RE: Having fun with your resume - good idea/bad idea

Subject: RE: Having fun with your resume - good idea/bad idea
From: "Green, Duane" <Duane -dot- Green -at- e-hps -dot- com>
To: "lemay -at- lauralemay -dot- com" <lemay -at- lauralemay -dot- com>, "techwr-l -at- lists -dot- techwr-l -dot- com" <techwr-l -at- lists -dot- techwr-l -dot- com>
Date: Wed, 5 Sep 2012 17:56:09 +0000

Great thoughts!! Thanks for sharing.

Duane

-----Original Message-----
From: techwr-l-bounces+duane -dot- green=e-hps -dot- com -at- lists -dot- techwr-l -dot- com [mailto:techwr-l-bounces+duane -dot- green=e-hps -dot- com -at- lists -dot- techwr-l -dot- com] On Behalf Of lemay -at- lauralemay -dot- com
Sent: Wednesday, September 05, 2012 12:54 PM
To: techwr-l -at- lists -dot- techwr-l -dot- com
Subject: RE: Having fun with your resume - good idea/bad idea


I screen tech writer resumes for my group at a Very Large Internet Company. I have a few points, only some of which are related to the topic at hand:

+ We use an internal system for tracking candidates and resumes. I
+ only
see resumes and not cover letters or email greetings. The resumes are stripped of all formatting; all I see is machine-generated text. (some PDFs reduce to text better than others.)

+ I see resumes of all lengths but almost never look past the first
handful of jobs on any resume. IMHO it is far better to be more detailed about what you did at your current job than try to squish 20 years of experience into two pages.

+ It is totally miraculous to get any resume that is well-structured,
clearly written, and does not contain significant grammar or typographical errors. Like 1 in 100. Nothing has made me despair for our profession more than screening resumes.

+ About 30% of the time we get our resumes directly as automated output
from LinkedIn profiles. The moment I realized this was happening I rewrote my linkedin profile to duplicate the text on my resume. And if you're not on linkedin, you are missing out on work.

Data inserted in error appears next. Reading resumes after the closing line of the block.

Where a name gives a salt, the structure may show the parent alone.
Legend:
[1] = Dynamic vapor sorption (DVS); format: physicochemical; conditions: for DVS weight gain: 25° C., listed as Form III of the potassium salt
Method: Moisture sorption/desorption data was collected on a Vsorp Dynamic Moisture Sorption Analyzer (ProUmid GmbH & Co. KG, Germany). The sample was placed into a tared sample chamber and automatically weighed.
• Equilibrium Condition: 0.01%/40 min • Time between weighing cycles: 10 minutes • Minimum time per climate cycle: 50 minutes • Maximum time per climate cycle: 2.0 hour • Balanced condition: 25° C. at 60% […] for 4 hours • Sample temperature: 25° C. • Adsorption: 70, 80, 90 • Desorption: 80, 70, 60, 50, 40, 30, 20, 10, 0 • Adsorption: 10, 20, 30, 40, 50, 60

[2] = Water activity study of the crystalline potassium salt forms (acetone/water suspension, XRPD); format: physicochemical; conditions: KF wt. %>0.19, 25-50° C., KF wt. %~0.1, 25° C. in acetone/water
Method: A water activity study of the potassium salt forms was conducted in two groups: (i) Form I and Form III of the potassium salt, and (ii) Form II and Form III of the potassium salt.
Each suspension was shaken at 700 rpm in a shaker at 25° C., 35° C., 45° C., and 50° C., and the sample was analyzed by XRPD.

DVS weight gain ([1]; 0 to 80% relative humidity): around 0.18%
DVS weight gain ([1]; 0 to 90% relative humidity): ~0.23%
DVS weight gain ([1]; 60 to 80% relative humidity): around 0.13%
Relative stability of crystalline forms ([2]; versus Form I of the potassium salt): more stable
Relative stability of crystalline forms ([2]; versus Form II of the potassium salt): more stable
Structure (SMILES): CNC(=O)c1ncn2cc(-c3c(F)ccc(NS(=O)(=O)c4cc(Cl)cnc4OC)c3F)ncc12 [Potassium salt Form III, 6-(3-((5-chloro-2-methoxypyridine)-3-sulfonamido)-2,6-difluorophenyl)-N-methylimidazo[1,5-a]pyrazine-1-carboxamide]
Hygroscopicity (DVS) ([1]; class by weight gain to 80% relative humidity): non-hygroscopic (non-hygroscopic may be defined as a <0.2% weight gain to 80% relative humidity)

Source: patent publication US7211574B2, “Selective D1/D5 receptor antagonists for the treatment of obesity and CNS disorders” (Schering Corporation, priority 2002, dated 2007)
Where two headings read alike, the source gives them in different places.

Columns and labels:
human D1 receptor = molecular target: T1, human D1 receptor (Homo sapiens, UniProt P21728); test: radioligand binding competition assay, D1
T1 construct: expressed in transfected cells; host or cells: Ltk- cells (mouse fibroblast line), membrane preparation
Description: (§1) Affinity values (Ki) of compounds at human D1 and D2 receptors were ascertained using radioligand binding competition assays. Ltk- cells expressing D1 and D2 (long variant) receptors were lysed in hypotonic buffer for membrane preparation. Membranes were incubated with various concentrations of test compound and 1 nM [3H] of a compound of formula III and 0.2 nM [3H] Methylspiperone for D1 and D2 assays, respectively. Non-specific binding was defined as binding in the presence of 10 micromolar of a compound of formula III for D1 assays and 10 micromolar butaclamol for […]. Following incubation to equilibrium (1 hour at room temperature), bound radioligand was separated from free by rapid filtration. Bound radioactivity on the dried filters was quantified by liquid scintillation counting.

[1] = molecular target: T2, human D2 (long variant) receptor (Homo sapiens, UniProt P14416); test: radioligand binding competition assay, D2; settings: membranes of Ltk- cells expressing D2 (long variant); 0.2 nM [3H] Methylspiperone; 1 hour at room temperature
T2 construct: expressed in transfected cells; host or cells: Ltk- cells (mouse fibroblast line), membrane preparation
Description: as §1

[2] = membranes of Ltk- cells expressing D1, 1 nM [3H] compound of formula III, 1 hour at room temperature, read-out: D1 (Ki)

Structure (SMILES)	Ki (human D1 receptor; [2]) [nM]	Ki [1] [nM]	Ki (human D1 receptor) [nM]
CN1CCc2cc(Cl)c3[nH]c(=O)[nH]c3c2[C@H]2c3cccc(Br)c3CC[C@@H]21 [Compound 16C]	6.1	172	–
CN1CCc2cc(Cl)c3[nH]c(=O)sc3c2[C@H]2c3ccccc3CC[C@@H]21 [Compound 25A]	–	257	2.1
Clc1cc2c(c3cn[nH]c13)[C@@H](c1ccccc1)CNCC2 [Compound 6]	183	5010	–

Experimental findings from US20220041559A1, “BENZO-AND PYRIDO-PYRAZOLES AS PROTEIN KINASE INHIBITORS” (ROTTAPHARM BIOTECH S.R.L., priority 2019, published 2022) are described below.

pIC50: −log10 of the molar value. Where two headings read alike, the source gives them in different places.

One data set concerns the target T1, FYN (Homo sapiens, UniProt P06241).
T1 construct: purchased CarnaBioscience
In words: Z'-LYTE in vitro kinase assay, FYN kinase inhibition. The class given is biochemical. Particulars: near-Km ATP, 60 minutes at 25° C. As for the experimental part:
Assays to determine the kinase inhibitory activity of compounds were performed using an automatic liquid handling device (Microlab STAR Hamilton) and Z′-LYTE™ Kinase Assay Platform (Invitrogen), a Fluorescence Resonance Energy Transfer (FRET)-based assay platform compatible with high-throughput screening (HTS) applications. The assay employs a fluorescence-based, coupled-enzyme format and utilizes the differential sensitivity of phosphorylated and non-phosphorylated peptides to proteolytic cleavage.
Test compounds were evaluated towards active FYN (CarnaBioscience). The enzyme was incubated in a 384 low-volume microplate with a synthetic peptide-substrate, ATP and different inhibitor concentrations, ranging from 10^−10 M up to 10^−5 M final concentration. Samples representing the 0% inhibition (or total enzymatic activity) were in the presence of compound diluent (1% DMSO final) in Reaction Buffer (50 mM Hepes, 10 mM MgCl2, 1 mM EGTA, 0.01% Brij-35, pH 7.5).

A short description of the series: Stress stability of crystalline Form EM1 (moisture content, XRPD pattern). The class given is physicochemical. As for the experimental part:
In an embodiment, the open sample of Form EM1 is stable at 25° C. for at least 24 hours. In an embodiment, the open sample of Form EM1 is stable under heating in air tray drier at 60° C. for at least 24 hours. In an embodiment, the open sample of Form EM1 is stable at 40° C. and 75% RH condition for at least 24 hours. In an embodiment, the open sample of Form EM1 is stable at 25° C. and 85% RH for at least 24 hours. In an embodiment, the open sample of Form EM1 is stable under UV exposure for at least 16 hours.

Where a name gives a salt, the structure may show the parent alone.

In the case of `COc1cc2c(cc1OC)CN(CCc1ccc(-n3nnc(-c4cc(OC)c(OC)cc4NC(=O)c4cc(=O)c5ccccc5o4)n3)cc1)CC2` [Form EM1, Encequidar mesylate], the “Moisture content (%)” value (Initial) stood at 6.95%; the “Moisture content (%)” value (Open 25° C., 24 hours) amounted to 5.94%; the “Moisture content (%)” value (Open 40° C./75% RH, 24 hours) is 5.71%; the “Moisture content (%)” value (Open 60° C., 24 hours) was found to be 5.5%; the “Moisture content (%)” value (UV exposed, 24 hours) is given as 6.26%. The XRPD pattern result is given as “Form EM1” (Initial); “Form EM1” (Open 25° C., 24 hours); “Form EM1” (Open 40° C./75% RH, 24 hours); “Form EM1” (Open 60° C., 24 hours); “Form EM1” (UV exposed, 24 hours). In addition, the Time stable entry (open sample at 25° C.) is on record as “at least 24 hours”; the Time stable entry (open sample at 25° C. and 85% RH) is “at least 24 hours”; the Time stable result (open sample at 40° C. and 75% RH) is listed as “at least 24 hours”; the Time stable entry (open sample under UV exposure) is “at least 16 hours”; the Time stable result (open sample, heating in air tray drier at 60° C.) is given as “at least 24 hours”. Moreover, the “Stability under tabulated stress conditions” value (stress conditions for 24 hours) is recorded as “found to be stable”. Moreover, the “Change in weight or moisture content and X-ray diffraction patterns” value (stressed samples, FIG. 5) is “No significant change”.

+ I google every potential candidate. If you are a difficult blowhard
+ on
the internet, I won't approve you. no matter how good a tech writer you are. Yes, I know that many people can have the same name, and I only make this judgement if I can be sure the difficult blowhard is you. On the other hand, I approve of a sense of humor if you demonstrate it on the Internet, but I am not interested in seeing your sense of humor in your resume. On the third hand I have no opinion at all about your drunk naked facebook photos, but I will judge you poorly for not knowing how to set your privacy settings.

Takeaways: the traditional resume is dead. We all live on the internet.
Please get a friend to read and edit your resume.

Laura



On 9/5/12 9:46 AM, "Porrello, Leonard" <lporrello -at- illumina -dot- com> wrote:

Instead of, "a senior tech writer should have an understanding of how to communicate effectively in a very concise way", wouldn't you want to say, "a senior tech writer should understand how to communicate effectively and concisely." In any case, I am sure you wouldn't want your sentence (and
idea) reduced to, "a writer should understand how to communicate"; which is really no different from, "a writer should write". For the sake of concision, would you mind if I redacted and revised your original sentence to "a writer should write"?

I understand the two page expectation, and while I respect it for the reality that it is, I also think it is absurd--and apart from giving pragmatic advice, it is the last thing a professional writer should be promoting. Like "any other story" (or a mathematics formula), a resume needs to be as long as it needs to be (and no longer). I've worked in several different industries (telephony, ERP, ILM, elections, and biotech), and I've held each job for a significant period of time. Consequently, while I mention only what is unique and significant to each job, my resume is nevertheless five pages. I have never had a problem finding excellent jobs with variations of this resume.